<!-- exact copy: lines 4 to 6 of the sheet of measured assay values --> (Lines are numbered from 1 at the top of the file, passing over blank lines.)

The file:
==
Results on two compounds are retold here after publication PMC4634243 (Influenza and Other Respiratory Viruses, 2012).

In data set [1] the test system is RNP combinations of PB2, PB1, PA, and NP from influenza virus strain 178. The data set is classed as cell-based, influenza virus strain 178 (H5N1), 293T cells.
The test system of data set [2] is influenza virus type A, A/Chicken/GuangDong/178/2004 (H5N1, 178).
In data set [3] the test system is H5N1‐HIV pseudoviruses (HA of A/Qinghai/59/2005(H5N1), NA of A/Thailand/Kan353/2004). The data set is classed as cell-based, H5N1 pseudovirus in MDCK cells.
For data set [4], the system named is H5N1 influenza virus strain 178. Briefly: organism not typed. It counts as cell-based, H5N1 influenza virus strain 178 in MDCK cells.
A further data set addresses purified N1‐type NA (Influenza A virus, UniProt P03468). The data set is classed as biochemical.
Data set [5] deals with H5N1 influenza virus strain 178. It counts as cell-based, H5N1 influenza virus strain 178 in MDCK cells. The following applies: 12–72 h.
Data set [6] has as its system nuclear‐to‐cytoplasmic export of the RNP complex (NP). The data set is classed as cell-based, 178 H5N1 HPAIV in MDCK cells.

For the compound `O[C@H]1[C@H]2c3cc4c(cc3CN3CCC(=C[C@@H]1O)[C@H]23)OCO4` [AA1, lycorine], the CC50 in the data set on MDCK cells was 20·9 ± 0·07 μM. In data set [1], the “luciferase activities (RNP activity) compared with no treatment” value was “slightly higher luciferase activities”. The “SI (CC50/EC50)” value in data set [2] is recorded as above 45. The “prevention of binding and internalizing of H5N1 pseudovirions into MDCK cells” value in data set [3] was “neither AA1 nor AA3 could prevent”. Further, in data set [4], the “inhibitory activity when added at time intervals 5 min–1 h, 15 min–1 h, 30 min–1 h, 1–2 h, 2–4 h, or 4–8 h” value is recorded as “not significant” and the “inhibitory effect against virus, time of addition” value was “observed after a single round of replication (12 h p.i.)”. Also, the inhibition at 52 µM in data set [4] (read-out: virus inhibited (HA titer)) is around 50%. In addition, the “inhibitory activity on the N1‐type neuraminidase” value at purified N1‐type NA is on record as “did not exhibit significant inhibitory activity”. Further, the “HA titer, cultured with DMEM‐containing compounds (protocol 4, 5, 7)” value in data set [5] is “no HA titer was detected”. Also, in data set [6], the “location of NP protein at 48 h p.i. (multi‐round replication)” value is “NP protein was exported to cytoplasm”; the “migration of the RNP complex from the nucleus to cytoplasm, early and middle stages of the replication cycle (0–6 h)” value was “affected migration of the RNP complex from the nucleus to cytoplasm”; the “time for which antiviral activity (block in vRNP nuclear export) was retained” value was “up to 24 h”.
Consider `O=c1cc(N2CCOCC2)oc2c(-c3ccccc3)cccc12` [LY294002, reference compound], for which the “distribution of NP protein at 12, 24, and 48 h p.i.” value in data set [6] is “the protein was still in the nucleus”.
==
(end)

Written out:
In data set [3] the test system is H5N1‐HIV pseudoviruses (HA of A/Qinghai/59/2005(H5N1), NA of A/Thailand/Kan353/2004). The data set is classed as cell-based, H5N1 pseudovirus in MDCK cells.
For data set [4], the system named is H5N1 influenza virus strain 178. Briefly: organism not typed. It counts as cell-based, H5N1 influenza virus strain 178 in MDCK cells.
A further data set addresses purified N1‐type NA (Influenza A virus, UniProt P03468). The data set is classed as biochemical.